At Christmas, in the form of a baby, he slides his vulnerable “tiny hand” into ours. On the mountain sharing God’s vision for love and justice he holds out his rough carpenter’s hand - offering to walk with us through both the rubbish dumps and oases of light and hope in life and into the deeper possibilities of God-love

Today we are invited to take that hand in ours. How easily we reverse the truth that we are in this life to “use things and love people”. As we discovered around that rubbish dump last December, even when material comforts are almost nonexistent, human touch still brings joy and hope. The tears and love we felt at the concert offered by the Cambodian children in our honour on our last night in Phnom Penh, was a beautiful testament to this truth. The gift we are given is far richer than what we bring. We make a difference for a while – they transform our lives.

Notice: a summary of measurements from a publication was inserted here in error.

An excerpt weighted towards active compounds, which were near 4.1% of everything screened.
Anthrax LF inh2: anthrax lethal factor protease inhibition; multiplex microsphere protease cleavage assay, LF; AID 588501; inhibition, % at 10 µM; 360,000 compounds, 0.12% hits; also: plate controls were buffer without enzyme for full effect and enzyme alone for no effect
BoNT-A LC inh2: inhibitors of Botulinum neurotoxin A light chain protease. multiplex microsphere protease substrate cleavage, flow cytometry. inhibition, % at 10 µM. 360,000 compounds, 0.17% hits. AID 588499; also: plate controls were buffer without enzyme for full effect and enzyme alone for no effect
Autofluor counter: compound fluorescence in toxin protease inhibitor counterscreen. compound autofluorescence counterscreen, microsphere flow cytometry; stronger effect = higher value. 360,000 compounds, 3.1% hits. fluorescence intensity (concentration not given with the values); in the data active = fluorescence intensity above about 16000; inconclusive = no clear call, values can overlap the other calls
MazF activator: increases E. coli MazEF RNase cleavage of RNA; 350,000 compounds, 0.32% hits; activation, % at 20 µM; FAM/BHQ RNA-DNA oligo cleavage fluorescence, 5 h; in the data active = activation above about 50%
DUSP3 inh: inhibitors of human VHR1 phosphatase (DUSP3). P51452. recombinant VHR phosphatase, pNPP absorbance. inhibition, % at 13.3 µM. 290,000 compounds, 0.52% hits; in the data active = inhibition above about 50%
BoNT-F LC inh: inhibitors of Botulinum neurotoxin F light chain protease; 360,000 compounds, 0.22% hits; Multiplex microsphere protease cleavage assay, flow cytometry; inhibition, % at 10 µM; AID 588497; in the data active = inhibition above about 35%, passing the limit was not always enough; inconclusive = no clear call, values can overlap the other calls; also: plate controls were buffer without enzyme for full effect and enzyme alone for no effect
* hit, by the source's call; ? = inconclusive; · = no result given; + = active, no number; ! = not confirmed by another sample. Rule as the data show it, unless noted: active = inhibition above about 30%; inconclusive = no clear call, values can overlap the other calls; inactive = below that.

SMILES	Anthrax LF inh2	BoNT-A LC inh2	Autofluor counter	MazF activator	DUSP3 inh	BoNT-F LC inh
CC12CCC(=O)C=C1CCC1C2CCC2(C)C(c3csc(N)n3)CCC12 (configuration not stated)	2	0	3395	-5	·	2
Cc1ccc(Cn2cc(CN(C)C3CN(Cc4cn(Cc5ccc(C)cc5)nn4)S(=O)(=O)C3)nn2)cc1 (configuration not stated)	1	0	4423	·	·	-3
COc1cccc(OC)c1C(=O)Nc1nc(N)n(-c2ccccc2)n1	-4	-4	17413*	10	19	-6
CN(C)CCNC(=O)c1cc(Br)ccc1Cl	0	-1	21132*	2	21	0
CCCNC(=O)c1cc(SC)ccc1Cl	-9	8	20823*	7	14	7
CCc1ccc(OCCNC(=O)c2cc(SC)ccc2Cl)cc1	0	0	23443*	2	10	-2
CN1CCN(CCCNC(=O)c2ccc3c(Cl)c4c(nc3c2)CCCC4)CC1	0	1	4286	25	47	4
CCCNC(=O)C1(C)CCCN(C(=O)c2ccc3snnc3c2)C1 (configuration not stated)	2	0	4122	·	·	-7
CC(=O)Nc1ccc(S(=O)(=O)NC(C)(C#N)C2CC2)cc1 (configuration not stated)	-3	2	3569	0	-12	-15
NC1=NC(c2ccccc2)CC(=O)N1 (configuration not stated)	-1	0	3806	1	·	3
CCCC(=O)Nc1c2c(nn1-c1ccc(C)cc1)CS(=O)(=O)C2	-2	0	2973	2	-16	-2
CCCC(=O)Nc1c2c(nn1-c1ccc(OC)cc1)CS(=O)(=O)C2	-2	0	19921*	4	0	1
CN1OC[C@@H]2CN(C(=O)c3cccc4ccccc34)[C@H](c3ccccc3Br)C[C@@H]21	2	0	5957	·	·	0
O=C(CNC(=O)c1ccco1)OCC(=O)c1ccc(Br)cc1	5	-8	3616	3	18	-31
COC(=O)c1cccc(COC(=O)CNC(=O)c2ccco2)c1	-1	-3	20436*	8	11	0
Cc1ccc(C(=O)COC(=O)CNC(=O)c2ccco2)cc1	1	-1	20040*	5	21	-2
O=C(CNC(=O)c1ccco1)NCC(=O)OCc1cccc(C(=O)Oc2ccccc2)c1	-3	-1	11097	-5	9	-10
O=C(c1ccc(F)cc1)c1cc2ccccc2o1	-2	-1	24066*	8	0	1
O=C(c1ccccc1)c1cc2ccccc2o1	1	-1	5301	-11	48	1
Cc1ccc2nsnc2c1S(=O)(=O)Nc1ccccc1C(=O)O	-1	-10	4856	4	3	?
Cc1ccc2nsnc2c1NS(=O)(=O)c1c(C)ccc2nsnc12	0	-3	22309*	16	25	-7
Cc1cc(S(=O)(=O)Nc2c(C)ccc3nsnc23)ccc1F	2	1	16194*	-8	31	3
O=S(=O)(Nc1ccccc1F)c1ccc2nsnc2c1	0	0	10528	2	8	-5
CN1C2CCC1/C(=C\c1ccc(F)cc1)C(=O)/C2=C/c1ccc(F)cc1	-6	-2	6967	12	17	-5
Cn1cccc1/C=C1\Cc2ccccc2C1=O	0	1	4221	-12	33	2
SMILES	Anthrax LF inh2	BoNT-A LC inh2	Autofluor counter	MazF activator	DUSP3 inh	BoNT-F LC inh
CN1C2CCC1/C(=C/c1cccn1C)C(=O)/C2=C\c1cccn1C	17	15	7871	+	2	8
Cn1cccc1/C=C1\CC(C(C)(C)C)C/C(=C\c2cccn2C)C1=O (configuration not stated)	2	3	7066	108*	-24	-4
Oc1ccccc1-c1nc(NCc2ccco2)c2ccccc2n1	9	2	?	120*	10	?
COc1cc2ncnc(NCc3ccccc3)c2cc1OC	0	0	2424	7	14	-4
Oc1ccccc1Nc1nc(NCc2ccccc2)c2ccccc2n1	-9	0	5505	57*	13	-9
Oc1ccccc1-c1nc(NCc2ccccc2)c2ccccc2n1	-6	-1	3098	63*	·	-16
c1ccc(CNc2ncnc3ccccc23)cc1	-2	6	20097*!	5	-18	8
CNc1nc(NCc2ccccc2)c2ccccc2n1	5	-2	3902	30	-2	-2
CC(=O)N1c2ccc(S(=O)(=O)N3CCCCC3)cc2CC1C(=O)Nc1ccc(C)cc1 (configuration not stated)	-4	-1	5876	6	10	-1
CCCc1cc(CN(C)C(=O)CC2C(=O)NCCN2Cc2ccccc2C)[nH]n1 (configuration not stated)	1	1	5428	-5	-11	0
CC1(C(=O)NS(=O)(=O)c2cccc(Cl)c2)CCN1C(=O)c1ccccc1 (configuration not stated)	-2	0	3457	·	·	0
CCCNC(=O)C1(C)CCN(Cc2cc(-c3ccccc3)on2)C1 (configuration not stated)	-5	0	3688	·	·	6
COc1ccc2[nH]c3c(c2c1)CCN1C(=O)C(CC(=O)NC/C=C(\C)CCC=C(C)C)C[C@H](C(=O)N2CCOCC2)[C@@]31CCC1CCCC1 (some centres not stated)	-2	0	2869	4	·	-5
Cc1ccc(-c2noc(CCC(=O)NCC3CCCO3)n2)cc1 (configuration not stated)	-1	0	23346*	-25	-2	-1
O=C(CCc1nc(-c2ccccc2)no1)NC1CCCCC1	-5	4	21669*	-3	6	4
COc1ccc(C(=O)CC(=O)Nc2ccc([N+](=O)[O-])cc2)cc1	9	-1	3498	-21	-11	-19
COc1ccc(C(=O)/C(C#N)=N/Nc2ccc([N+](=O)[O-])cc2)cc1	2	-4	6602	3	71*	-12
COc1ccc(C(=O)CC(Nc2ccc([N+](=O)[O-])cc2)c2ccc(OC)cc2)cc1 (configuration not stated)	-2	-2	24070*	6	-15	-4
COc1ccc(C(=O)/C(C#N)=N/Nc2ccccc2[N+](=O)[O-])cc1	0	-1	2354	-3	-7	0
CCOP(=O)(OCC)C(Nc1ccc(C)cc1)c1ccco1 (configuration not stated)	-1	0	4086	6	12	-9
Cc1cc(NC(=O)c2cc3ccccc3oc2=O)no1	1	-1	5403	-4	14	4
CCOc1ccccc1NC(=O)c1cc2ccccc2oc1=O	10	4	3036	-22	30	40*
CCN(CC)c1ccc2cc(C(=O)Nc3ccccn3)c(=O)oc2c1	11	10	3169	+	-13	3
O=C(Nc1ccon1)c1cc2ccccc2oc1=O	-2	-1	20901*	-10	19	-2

And so this hand is waiting for you and for me. Taking it requires courage. It means embracing a reality where the suffering deserve blessing, and we are often called to bear that blessing on God’s behalf. May it not end as the evenings at CCF 5 so often did.

Our students had to turn away dozens of children at the back of the queue when the food ran out. It was heart breaking. And the children who did not have a sponsor who still lived on the rubbish dump rather than in the simple but safe CCF “boarding” houses, would melt into a darkened corner, take their borrowed school uniform off and put their rags back on to walk home into the “sinister surroundings” that Judy described.

There is much work to do in so many places. Let us deeply reflect for a moment upon how we can be the salt and light required to usher in the Kingdom in our own small way.

Richard Pengelly